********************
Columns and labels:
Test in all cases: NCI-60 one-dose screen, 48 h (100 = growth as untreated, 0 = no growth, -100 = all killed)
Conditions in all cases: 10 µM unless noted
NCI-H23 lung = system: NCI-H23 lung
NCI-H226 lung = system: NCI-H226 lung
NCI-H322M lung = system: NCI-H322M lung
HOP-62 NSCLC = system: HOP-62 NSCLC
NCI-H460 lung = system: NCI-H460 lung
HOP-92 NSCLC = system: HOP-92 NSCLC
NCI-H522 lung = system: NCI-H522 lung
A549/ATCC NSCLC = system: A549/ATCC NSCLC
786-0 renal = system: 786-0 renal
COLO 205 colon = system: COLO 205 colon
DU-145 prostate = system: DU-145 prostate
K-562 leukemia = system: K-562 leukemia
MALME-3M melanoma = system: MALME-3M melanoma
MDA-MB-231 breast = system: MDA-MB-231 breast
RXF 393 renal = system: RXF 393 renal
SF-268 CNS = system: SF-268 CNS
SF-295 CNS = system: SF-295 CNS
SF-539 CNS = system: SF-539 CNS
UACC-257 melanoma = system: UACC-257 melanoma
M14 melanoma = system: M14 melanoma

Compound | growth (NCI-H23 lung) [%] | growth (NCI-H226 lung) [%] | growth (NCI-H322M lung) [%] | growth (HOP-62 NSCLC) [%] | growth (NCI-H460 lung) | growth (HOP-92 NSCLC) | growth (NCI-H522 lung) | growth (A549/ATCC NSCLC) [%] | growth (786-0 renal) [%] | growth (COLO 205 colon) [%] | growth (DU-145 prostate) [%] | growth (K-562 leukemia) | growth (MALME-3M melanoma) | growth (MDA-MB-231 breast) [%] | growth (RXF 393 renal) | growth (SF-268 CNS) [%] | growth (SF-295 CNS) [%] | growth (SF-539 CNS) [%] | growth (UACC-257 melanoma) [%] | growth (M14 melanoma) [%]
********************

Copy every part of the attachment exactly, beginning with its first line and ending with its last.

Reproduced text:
Columns and labels:
Test in all cases: NCI-60 one-dose screen, 48 h (100 = growth as untreated, 0 = no growth, -100 = all killed)
Conditions in all cases: 10 µM unless noted
NCI-H23 lung = system: NCI-H23 lung
NCI-H226 lung = system: NCI-H226 lung
NCI-H322M lung = system: NCI-H322M lung
HOP-62 NSCLC = system: HOP-62 NSCLC
NCI-H460 lung = system: NCI-H460 lung
HOP-92 NSCLC = system: HOP-92 NSCLC
NCI-H522 lung = system: NCI-H522 lung
A549/ATCC NSCLC = system: A549/ATCC NSCLC
786-0 renal = system: 786-0 renal
COLO 205 colon = system: COLO 205 colon
DU-145 prostate = system: DU-145 prostate
K-562 leukemia = system: K-562 leukemia
MALME-3M melanoma = system: MALME-3M melanoma
MDA-MB-231 breast = system: MDA-MB-231 breast
RXF 393 renal = system: RXF 393 renal
SF-268 CNS = system: SF-268 CNS
SF-295 CNS = system: SF-295 CNS
SF-539 CNS = system: SF-539 CNS
UACC-257 melanoma = system: UACC-257 melanoma
M14 melanoma = system: M14 melanoma

Compound | growth (NCI-H23 lung) [%] | growth (NCI-H226 lung) [%] | growth (NCI-H322M lung) [%] | growth (HOP-62 NSCLC) [%] | growth (NCI-H460 lung) | growth (HOP-92 NSCLC) | growth (NCI-H522 lung) | growth (A549/ATCC NSCLC) [%] | growth (786-0 renal) [%] | growth (COLO 205 colon) [%] | growth (DU-145 prostate) [%] | growth (K-562 leukemia) | growth (MALME-3M melanoma) | growth (MDA-MB-231 breast) [%] | growth (RXF 393 renal) | growth (SF-268 CNS) [%] | growth (SF-295 CNS) [%] | growth (SF-539 CNS) [%] | growth (UACC-257 melanoma) [%] | growth (M14 melanoma) [%]